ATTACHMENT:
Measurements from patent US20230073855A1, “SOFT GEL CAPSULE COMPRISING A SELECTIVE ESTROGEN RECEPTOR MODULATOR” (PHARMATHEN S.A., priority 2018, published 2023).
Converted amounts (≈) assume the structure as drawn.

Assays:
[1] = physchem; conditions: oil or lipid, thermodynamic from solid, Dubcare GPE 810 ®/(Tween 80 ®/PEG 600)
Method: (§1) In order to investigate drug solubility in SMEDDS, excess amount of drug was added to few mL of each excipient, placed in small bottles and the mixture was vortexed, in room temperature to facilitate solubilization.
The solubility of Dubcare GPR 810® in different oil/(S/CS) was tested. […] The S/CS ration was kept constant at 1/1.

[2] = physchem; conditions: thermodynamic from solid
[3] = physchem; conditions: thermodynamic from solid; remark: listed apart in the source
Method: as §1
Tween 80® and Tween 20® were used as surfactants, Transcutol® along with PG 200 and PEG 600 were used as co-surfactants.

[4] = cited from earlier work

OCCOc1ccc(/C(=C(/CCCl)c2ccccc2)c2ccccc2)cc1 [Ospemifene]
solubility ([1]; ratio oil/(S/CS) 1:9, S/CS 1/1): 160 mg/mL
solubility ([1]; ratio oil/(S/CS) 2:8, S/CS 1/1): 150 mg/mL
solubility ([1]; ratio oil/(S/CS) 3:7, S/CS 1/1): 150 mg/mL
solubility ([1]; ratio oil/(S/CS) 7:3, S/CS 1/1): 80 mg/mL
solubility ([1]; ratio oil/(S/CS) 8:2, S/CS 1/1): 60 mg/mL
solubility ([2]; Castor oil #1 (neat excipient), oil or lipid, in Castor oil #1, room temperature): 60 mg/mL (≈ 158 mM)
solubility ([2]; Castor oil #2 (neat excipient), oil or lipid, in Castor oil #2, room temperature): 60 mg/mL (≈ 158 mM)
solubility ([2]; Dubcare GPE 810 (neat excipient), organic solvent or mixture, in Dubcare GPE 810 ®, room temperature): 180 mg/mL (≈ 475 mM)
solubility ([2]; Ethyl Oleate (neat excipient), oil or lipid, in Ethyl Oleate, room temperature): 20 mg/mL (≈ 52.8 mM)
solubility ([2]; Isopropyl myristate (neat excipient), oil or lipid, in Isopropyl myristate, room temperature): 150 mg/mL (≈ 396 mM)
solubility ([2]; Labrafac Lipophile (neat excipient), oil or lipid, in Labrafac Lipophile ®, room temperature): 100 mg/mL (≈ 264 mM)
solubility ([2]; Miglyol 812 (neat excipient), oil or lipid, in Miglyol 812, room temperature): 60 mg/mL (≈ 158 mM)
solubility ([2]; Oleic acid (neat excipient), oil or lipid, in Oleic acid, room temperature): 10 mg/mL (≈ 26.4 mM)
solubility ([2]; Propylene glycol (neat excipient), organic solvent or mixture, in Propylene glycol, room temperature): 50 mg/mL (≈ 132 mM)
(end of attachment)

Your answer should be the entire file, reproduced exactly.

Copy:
Measurements from patent US20230073855A1, “SOFT GEL CAPSULE COMPRISING A SELECTIVE ESTROGEN RECEPTOR MODULATOR” (PHARMATHEN S.A., priority 2018, published 2023).
Converted amounts (≈) assume the structure as drawn.

Assays:
[1] = physchem; conditions: oil or lipid, thermodynamic from solid, Dubcare GPE 810 ®/(Tween 80 ®/PEG 600)
Method: (§1) In order to investigate drug solubility in SMEDDS, excess amount of drug was added to few mL of each excipient, placed in small bottles and the mixture was vortexed, in room temperature to facilitate solubilization.
The solubility of Dubcare GPR 810® in different oil/(S/CS) was tested. […] The S/CS ration was kept constant at 1/1.

[2] = physchem; conditions: thermodynamic from solid
[3] = physchem; conditions: thermodynamic from solid; remark: listed apart in the source
Method: as §1
Tween 80® and Tween 20® were used as surfactants, Transcutol® along with PG 200 and PEG 600 were used as co-surfactants.

[4] = cited from earlier work

OCCOc1ccc(/C(=C(/CCCl)c2ccccc2)c2ccccc2)cc1 [Ospemifene]
solubility ([1]; ratio oil/(S/CS) 1:9, S/CS 1/1): 160 mg/mL
solubility ([1]; ratio oil/(S/CS) 2:8, S/CS 1/1): 150 mg/mL
solubility ([1]; ratio oil/(S/CS) 3:7, S/CS 1/1): 150 mg/mL
solubility ([1]; ratio oil/(S/CS) 7:3, S/CS 1/1): 80 mg/mL
solubility ([1]; ratio oil/(S/CS) 8:2, S/CS 1/1): 60 mg/mL
solubility ([2]; Castor oil #1 (neat excipient), oil or lipid, in Castor oil #1, room temperature): 60 mg/mL (≈ 158 mM)
solubility ([2]; Castor oil #2 (neat excipient), oil or lipid, in Castor oil #2, room temperature): 60 mg/mL (≈ 158 mM)
solubility ([2]; Dubcare GPE 810 (neat excipient), organic solvent or mixture, in Dubcare GPE 810 ®, room temperature): 180 mg/mL (≈ 475 mM)
solubility ([2]; Ethyl Oleate (neat excipient), oil or lipid, in Ethyl Oleate, room temperature): 20 mg/mL (≈ 52.8 mM)
solubility ([2]; Isopropyl myristate (neat excipient), oil or lipid, in Isopropyl myristate, room temperature): 150 mg/mL (≈ 396 mM)
solubility ([2]; Labrafac Lipophile (neat excipient), oil or lipid, in Labrafac Lipophile ®, room temperature): 100 mg/mL (≈ 264 mM)
solubility ([2]; Miglyol 812 (neat excipient), oil or lipid, in Miglyol 812, room temperature): 60 mg/mL (≈ 158 mM)
solubility ([2]; Oleic acid (neat excipient), oil or lipid, in Oleic acid, room temperature): 10 mg/mL (≈ 26.4 mM)
solubility ([2]; Propylene glycol (neat excipient), organic solvent or mixture, in Propylene glycol, room temperature): 50 mg/mL (≈ 132 mM)